10 November 2013

Its easy to get caught up in a conflict, or be misunderstood in all walks of life, especially business. A business is a complex web of personalities, egos, desires and needs, and its impossible to please everyone all the time.

Have you ever been wrong about something only to find out later, you misunderstood the situation? But at the time, it felt so real and you felt so passionately about it. Of course you have, we all have. But this is the same in business, family life and even politics. I wonder how Tony Blair felt when there were no weapons of mass destruction?

This is how a conflict starts. Even the longest bloodiest wars started with a simple disagreement or misunderstanding. But there is no victor in war and no-one attacks another and walks away unscathed. Be it reputation, disruption, lost opportunities through lost time, there are always unseen casualties of any conflict outside the obvious ones. Steve Jobs describes “focus” as one of his key metrics for success. Jobs removed all distractions, or tried to once he learned the importance of time. I’d like to know if he learnt this after his first cancer scare? It would be speculation, but it wouldn’t surprise me.

If only I’d realised the importance of time before my avalanche accident in 2001 at 30 years old. If I’d learned that lesson when I was in my 20’s, I could have avoided so many incidents that ensured I bumbled through an entire decade.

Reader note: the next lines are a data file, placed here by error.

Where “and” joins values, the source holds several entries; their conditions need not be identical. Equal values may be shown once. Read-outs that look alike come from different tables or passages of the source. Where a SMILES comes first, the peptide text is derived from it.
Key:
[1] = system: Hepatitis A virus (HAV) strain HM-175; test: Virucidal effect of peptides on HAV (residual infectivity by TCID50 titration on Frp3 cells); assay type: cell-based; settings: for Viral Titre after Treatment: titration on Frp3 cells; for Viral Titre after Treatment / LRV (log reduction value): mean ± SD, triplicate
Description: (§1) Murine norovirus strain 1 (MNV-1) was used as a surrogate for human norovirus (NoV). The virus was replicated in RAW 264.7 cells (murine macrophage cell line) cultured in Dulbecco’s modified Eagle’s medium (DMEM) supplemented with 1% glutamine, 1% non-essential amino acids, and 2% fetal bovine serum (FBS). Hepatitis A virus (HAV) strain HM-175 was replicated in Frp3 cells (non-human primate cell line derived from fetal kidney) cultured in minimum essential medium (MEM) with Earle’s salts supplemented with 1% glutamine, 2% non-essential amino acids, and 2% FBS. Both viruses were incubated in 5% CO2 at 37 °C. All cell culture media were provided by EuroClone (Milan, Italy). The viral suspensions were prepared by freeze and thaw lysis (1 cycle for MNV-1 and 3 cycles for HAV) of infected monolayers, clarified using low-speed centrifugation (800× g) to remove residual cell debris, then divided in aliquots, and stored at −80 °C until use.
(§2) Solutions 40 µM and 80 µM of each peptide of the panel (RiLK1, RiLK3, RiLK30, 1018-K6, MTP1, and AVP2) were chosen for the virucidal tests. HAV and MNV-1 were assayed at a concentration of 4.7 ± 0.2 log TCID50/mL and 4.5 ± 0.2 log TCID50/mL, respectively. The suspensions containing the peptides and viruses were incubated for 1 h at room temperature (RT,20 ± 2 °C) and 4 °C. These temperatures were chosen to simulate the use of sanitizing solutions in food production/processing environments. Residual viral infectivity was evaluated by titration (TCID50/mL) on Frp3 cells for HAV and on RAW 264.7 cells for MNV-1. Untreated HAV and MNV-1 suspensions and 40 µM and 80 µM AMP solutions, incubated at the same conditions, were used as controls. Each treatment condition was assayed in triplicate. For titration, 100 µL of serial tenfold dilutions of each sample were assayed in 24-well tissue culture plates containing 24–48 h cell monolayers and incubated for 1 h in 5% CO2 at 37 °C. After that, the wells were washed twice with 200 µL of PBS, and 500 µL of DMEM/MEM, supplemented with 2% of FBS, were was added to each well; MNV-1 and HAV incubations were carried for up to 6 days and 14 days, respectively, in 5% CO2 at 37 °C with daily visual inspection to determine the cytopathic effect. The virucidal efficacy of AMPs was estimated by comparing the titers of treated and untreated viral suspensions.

If you get yourself into a conflict with someone, its important to respect your opponent. Never underestimate someone that stands in your way.

Smaller opponents will often work harder to settle a score and a larger opponent may have limitless resources.

Its easy to visualise an initial victory, but if a small victory embroils you in a life long war with an opponent who will dedicate their life to getting even, was the initial win, really a victory? I always encourage people to look at whats at stake long term, what do you hope to gain, before embarking on a journey where its difficult to turn back and at what cost? Just how determined is your opponent? Just what lengths will people go to protect their family and friends? I know which category of person I fall into when it comes down to being protective and standing up for what is right.

I think if people really thought things through from the outset, we’d have a very different set of results. We’d live in a very different world. As of 3 October 2010 there has been a total of 338 fatalities amongst British troops in Afghanistan alone. This is a horrendous number when you consider the number of dependents affected. And on the other side of the fence in Iraq, how many Iraqi’s mourn the 103,468 civilian casualties mindlessly killed in the name of peace. Calculate the number of dependents there! I shudder to think.

One of my earliest memories of conflict was Northern Ireland. A place split by religious and political beliefs where people were prepared to kill each others families in the name of their cause. Any of my age group will remember just how different life was back then.

Two British soldiers from the Royal Corps of Signals (David Howes and Derek Wood) both in their 20’s like me, were killed on 19 March 1988 in Belfast, Northern Ireland. The non-uniformed soldiers were killed by the IRA, after they drove into the funeral procession of an IRA volunteer. The soldiers were dragged from their vehicle. “He didn’t cry out, just looked at us with terrified eyes, as though we were all enemies in a foreign country who wouldn’t have understood what language he was speaking if he called out for help.” Reported a journalist at the scene. They were dragged to a nearby sports ground. Here they were again beaten and stripped to their underpants and socks where the young men were tortured by a small group of men.